Maui is a leading whale-watching center in the Hawaiian Islands due to Humpback whales wintering in the sheltered Auau Channel between the islands of Maui county. The whales migrate approximately 3,500 miles (5,600 km) from Alaskan waters each autumn and spend the winter months mating and birthing in the warm waters off Maui, with most leaving by the end of April. The whales are typically sighted in pods: small groups of several adults, or groups of a mother, her calf, and a few suitors. Humpbacks are an endangered species protected by U.S. federal and Hawaii state law. There are estimated to be about 18,000 humpbacks in the North Pacific. Although Maui’s Humpback face many dangers, due to pollution, high speed commercial vessels, and military sonar testing, their numbers have increased rapidly in recent years, estimated at 7% growth per year.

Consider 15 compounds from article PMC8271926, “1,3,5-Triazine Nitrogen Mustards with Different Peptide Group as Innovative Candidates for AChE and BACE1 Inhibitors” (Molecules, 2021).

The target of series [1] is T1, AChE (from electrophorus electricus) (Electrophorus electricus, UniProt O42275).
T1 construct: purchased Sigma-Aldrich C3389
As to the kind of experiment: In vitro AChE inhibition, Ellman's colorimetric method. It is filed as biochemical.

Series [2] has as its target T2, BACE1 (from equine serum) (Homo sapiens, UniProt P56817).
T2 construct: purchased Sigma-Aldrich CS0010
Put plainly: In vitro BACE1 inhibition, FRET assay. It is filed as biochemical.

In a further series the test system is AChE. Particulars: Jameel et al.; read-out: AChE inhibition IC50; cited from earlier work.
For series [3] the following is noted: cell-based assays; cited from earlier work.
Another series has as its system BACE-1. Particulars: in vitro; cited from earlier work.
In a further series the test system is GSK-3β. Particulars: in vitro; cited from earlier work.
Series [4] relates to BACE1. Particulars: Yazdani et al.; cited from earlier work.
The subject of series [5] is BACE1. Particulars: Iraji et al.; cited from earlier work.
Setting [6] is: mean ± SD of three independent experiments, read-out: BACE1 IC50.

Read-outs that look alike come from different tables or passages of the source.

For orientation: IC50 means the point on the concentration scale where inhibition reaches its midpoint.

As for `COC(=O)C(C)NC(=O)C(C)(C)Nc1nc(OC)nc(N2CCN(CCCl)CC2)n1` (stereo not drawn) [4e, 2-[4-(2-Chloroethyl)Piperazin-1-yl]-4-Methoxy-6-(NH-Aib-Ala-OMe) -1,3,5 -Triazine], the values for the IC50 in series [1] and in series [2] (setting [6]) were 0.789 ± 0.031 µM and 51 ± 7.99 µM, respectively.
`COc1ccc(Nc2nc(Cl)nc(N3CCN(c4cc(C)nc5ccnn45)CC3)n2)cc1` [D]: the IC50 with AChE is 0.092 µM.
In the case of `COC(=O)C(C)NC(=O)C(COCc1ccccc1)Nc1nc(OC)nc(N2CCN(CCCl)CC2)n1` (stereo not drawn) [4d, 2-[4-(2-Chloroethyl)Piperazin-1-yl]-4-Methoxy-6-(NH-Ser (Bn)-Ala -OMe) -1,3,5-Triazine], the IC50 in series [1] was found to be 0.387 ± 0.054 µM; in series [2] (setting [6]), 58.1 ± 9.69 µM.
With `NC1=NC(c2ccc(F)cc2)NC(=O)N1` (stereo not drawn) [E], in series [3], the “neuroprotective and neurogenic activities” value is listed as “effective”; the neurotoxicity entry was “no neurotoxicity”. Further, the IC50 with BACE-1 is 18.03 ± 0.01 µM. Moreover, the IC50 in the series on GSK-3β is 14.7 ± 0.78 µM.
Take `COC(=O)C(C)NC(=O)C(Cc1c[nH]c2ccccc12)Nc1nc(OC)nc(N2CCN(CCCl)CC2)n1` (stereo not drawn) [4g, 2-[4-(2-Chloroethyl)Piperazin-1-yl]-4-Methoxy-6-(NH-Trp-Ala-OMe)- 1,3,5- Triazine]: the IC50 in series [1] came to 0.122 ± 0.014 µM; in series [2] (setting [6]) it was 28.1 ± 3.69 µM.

Maui is home to a large rainforest on the northeastern flanks of Haleakalā, which serves as the drainage basin for the rest of the island. The extremely difficult terrain has prevented exploitation of much of the forest.
Agricultural and coastal industrial land use has had an adverse effect on much of Maui’s coastal regions. Many of Maui’s extraordinary coral reefs have been damaged by pollution, runoff, and tourism, although finding sea turtles, dolphins, and Hawai’i’s celebrated tropical fish, is still common.